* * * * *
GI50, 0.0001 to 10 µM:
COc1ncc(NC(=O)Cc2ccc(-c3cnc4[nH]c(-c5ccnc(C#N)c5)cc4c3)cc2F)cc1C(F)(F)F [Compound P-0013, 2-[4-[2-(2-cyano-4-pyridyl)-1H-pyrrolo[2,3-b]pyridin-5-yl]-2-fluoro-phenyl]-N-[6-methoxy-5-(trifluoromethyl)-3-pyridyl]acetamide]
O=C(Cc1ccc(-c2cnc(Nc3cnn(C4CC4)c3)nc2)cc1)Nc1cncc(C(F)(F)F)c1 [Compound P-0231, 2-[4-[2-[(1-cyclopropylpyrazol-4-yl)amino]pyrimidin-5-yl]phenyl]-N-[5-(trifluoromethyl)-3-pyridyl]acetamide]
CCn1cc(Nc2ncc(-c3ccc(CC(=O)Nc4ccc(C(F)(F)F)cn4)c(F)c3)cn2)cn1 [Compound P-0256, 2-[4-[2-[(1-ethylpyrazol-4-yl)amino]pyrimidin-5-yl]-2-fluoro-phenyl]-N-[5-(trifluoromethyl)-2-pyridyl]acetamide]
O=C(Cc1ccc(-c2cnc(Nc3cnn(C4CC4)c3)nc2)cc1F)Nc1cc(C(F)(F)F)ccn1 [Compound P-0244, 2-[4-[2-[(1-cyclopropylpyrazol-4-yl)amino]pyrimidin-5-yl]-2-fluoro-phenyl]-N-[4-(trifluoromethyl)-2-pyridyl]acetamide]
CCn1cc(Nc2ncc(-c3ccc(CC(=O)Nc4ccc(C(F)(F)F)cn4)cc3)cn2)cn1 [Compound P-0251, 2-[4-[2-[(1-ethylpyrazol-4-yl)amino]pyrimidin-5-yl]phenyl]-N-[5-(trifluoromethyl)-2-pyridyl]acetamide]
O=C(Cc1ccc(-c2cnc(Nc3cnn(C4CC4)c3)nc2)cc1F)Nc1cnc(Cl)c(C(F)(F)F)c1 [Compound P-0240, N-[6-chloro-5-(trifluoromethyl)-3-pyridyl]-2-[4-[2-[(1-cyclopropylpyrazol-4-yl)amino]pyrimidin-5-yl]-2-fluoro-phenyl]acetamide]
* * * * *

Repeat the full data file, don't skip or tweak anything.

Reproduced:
GI50, 0.0001 to 10 µM:
COc1ncc(NC(=O)Cc2ccc(-c3cnc4[nH]c(-c5ccnc(C#N)c5)cc4c3)cc2F)cc1C(F)(F)F [Compound P-0013, 2-[4-[2-(2-cyano-4-pyridyl)-1H-pyrrolo[2,3-b]pyridin-5-yl]-2-fluoro-phenyl]-N-[6-methoxy-5-(trifluoromethyl)-3-pyridyl]acetamide]
O=C(Cc1ccc(-c2cnc(Nc3cnn(C4CC4)c3)nc2)cc1)Nc1cncc(C(F)(F)F)c1 [Compound P-0231, 2-[4-[2-[(1-cyclopropylpyrazol-4-yl)amino]pyrimidin-5-yl]phenyl]-N-[5-(trifluoromethyl)-3-pyridyl]acetamide]
CCn1cc(Nc2ncc(-c3ccc(CC(=O)Nc4ccc(C(F)(F)F)cn4)c(F)c3)cn2)cn1 [Compound P-0256, 2-[4-[2-[(1-ethylpyrazol-4-yl)amino]pyrimidin-5-yl]-2-fluoro-phenyl]-N-[5-(trifluoromethyl)-2-pyridyl]acetamide]
O=C(Cc1ccc(-c2cnc(Nc3cnn(C4CC4)c3)nc2)cc1F)Nc1cc(C(F)(F)F)ccn1 [Compound P-0244, 2-[4-[2-[(1-cyclopropylpyrazol-4-yl)amino]pyrimidin-5-yl]-2-fluoro-phenyl]-N-[4-(trifluoromethyl)-2-pyridyl]acetamide]
CCn1cc(Nc2ncc(-c3ccc(CC(=O)Nc4ccc(C(F)(F)F)cn4)cc3)cn2)cn1 [Compound P-0251, 2-[4-[2-[(1-ethylpyrazol-4-yl)amino]pyrimidin-5-yl]phenyl]-N-[5-(trifluoromethyl)-2-pyridyl]acetamide]
O=C(Cc1ccc(-c2cnc(Nc3cnn(C4CC4)c3)nc2)cc1F)Nc1cnc(Cl)c(C(F)(F)F)c1 [Compound P-0240, N-[6-chloro-5-(trifluoromethyl)-3-pyridyl]-2-[4-[2-[(1-cyclopropylpyrazol-4-yl)amino]pyrimidin-5-yl]-2-fluoro-phenyl]acetamide]